Influence of gas-to-particle partitioning on the hygroscopic and droplet activation behaviour of alpha-pinene secondary organic aerosol

Phys Chem Chem Phys. 2009 Sep 28;11(36):8091-7. doi: 10.1039/b904162a. Epub 2009 Aug 5.


Hygroscopic properties of secondary organic aerosol (SOA) formed by photooxidation of different concentrations (10-27 or 220-270 ppb) of alpha-pinene precursor were investigated at different relative humidities (RH) using a hygroscopicity tandem differential mobility analyzer (HTDMA, RH=95-97%) and using the mobile version of the Leipzig Aerosol Cloud Interaction Simulator (LACIS-mobile, RH=98-99.3%). In addition, the cloud condensation nuclei (CCN) activity was measured applying two CCN counters (CCNC). An apparent single-hygroscopicity parameter, kappa, of approximately 0.09, approximately 0.07-0.13, and approximately 0.02-0.04 was derived from CCNC, HTDMA and LACIS data, respectively, assuming the surface tension of pure water. Closure between HTDMA and CCNC data was achieved within experimental uncertainty, whereas closure between LACIS and CCNC was only achieved by assuming a concentration-dependent surface tension reduction, consequently resulting in lower CCNC-derived kappa values. Comparing different experimental techniques at varying precursor concentrations in more detail reveals further open questions. Varying precursor concentration influences hygroscopic growth factors at subsaturated RH, while it has no effect on the CCN activation. This difference in behaviour might be caused by precursor concentration-dependent surface tension depression or changing droplet solution concentration dependence of the water activity coefficient with varying SOA composition. Furthermore, evidence was found that the SOA might need several seconds to reach the equilibrium growth factor at high RH.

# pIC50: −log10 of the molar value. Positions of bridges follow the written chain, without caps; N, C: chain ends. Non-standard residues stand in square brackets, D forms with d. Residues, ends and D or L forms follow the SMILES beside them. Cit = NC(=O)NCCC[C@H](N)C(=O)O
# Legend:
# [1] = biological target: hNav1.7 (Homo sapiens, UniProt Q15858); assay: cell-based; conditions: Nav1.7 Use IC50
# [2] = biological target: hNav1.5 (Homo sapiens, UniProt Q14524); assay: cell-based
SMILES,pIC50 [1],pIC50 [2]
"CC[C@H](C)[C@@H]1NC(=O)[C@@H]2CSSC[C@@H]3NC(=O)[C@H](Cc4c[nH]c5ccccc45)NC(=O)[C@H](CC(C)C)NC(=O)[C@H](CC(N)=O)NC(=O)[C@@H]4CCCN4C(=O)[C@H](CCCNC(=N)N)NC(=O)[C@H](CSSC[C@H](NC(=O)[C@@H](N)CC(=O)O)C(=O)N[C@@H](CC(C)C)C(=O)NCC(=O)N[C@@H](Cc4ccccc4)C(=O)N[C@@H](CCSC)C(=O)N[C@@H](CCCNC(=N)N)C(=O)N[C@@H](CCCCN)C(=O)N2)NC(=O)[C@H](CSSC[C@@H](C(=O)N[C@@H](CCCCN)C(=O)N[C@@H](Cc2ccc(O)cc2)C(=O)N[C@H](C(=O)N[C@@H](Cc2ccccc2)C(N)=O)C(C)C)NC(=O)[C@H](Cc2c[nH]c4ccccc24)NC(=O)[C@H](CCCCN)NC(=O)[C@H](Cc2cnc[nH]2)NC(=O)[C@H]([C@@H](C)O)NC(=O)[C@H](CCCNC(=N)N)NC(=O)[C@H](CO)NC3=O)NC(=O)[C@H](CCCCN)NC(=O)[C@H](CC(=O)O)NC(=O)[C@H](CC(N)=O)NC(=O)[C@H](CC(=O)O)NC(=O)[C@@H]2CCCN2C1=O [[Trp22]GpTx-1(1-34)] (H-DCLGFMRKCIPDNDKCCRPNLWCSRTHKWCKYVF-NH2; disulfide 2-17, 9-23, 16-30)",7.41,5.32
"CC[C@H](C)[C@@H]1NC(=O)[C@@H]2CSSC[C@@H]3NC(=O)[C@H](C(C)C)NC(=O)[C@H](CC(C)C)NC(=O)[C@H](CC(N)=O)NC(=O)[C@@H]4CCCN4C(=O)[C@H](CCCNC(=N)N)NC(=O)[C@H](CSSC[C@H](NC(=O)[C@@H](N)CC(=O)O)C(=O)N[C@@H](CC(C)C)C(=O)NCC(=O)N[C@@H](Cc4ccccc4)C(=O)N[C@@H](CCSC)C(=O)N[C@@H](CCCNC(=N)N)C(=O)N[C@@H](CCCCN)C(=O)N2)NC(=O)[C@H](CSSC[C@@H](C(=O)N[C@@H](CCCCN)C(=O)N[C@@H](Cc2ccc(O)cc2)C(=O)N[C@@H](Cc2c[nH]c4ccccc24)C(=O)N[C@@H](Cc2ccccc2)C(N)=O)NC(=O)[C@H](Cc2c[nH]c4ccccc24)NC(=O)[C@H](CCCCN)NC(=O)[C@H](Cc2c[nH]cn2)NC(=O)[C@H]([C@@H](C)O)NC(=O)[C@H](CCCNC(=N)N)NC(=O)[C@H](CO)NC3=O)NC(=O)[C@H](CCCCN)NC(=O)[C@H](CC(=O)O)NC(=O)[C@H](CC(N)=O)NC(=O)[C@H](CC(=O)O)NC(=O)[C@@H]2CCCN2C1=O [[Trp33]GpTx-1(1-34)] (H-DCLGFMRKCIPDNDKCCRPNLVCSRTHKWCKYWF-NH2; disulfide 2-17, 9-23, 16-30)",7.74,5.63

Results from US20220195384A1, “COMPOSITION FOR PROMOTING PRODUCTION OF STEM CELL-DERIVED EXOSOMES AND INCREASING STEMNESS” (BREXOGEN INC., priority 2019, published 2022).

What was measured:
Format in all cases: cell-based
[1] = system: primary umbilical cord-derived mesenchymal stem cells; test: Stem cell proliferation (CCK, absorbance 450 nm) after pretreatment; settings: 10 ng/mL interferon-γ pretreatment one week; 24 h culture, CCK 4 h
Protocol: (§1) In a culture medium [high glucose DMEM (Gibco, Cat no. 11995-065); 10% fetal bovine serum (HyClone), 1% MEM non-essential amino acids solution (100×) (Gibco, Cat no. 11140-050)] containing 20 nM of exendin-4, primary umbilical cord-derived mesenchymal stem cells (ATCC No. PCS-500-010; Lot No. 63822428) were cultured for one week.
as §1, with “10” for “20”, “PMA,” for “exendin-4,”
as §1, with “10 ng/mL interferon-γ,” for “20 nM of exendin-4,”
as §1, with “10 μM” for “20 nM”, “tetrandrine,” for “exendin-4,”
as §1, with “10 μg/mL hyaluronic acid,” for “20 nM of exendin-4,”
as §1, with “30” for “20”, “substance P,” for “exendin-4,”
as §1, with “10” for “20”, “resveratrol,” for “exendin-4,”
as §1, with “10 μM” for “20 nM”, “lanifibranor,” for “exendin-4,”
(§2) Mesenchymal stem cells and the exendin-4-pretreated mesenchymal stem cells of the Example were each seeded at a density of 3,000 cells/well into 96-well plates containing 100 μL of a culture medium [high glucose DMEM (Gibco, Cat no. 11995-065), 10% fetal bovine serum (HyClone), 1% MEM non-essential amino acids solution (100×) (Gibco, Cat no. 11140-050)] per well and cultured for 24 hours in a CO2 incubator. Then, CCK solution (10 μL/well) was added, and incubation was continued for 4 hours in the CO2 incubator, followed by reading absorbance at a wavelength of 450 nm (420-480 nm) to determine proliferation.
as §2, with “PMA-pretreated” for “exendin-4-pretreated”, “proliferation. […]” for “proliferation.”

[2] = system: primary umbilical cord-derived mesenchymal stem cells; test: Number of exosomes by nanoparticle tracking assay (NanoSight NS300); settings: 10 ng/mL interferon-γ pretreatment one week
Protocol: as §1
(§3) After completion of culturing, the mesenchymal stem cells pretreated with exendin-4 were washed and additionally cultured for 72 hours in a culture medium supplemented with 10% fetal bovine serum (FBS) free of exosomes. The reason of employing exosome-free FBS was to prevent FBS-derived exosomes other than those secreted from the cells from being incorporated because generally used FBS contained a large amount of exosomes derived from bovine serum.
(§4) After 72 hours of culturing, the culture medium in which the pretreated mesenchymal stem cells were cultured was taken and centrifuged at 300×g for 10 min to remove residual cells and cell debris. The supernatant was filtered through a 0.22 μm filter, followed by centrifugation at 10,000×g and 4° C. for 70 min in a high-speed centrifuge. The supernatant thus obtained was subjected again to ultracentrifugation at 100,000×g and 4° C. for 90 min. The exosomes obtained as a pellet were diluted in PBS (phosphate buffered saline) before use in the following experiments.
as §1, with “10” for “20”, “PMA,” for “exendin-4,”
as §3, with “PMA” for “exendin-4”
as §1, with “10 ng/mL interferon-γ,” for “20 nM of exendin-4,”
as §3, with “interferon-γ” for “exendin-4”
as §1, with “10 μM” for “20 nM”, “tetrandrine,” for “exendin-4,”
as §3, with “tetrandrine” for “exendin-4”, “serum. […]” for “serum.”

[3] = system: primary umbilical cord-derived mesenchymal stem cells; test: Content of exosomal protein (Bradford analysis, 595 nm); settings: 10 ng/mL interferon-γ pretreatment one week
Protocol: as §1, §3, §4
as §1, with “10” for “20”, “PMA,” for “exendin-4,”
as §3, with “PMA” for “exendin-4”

Publication types

  • Research Support, Non-U.S. Gov't

MeSH terms

  • Aerosols / chemistry*
  • Atmosphere / chemistry*
  • Gases / chemistry
  • Models, Chemical
  • Organic Chemicals / chemistry*
  • Particle Size
  • Particulate Matter / chemistry*
  • Phase Transition
  • Wettability


  • Aerosols
  • Gases
  • Organic Chemicals
  • Particulate Matter